The Evolution of Media Relations: Embracing the Future

By: Sarah Ikalowych

Do you remember the episode of The Office where Ryan introduces, the social networking site that contacts you at every possible outlet all at once?

While that didn’t work out so well for Ryan and his investors, the idea is not too far off from a wish PR professionals have- to be able to get in touch with anyone at the fastest possible route to get a response to a query.

As more social networking and communications applications get launched, everyone, journalists included, have even more options for what can become their preferred modes of communication. When working closely with media, it is important to do your research and know how best to get in touch with a contact if you not only want an answer, but more importantly, want to build a relationship. We don’t want to blow up every single contact point with a WUPHF, we want to be consistent, courteous, and authentic with outreach and communication.

Messaging and Communications Applications

Following the pandemic, a lot of journalists moved out of the newsrooms and are working from home, so it can be circuitous and take some time to try and contact them at the newsroom to get a voicemail that may or may not get checked in a timely manner. Understandably so, journalists can be hesitant to give out their personal phone numbers, and many have turned to messaging applications they use strictly for public relations and source conversations so that texts and calls numbers don’t get flooded, and they can keep communications separate. Here are some of the most popular messaging apps used by the media:

WhatsApp is a free instant messaging and calling service owned by Meta that is common for communication even outside of working relationships. It is often used for international communication and large group conversations, and offers end-to-end encryption, making it a more secure choice than texting.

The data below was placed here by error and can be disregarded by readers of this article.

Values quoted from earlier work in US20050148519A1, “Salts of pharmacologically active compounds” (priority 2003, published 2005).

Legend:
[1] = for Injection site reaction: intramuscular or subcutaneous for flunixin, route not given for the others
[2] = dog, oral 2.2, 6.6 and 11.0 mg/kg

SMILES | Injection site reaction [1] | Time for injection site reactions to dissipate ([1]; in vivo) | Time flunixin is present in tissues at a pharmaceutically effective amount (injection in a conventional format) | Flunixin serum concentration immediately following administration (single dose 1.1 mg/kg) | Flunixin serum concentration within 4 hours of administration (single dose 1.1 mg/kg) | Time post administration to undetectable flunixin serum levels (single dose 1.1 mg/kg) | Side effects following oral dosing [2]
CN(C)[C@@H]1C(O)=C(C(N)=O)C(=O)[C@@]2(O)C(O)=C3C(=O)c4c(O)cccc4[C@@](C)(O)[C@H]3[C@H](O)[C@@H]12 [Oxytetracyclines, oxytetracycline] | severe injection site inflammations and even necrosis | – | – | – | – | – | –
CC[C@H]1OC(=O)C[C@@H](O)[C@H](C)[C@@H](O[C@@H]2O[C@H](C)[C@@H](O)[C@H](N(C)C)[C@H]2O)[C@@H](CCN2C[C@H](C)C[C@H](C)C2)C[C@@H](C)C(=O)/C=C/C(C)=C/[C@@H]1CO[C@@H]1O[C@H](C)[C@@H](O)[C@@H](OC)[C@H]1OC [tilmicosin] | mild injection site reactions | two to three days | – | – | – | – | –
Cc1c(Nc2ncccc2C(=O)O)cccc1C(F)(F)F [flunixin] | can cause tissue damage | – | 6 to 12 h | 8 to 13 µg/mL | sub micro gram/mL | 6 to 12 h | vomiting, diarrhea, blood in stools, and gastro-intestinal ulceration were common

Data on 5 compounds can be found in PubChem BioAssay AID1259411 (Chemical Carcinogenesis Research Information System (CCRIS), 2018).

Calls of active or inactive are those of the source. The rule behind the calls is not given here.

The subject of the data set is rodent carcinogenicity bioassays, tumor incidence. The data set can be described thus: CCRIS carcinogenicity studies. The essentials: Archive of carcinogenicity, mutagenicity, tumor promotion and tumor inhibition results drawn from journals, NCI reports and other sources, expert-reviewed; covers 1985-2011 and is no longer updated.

Signal is a free messaging and calling app that is entirely focused on privacy and is run as a non-profit organization call Signal Technology Foundation with no affiliation with big tech. Signal actually created the encryption that is used by other apps including WhatsApp, so they are the OG of comms security. Time frames can be set for messages to be deleted, and the platform promises to collect no data on its users. This is a favorite of journalists who cover cyber security and other high-tech topics.
Telegram is another free messaging app known for a focus on privacy and security. One differentiator for this particular service is that a user does not need a cell phone number in order to sign up, and it works very well with sharing media. Telegram has options for groups as well, where anyone can be added to a group discussing a topic, event, or other purpose, creating a collaborative community. Telegram is a favorite among crypto and blockchain journalists in particular.

Social Media

It’s rare to come across anyone in a professional setting who has little to no social footprint anymore, especially a journalist. LinkedIn and Twitter/X are the gold standard in the media industry, with a few others gaining popularity depending on how folks are looking to use the apps.